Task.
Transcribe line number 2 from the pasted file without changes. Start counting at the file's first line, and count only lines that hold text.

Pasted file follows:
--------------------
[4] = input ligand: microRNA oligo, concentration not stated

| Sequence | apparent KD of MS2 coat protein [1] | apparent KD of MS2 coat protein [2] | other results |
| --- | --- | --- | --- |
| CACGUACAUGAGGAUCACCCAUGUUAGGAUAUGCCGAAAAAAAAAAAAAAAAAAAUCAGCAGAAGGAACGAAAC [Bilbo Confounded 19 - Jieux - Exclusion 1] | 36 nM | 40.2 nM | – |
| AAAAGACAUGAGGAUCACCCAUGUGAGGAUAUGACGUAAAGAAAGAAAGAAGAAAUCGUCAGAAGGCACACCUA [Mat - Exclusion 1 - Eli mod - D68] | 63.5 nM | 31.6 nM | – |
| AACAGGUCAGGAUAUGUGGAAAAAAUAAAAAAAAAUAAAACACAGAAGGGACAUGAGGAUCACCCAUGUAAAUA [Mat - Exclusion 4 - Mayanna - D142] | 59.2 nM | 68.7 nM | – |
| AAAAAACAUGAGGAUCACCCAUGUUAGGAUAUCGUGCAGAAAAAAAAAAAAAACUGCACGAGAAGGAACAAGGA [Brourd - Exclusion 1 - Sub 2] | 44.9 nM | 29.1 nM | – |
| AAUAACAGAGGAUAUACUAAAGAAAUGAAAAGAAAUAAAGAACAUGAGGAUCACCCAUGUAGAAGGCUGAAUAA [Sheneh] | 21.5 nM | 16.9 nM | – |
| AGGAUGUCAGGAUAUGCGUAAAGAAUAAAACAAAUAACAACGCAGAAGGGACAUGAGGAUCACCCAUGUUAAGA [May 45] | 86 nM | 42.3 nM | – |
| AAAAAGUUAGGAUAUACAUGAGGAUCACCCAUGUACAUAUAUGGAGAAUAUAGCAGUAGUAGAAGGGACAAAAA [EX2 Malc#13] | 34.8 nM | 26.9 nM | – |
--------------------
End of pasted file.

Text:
| Sequence | apparent KD of MS2 coat protein [1] | apparent KD of MS2 coat protein [2] | other results |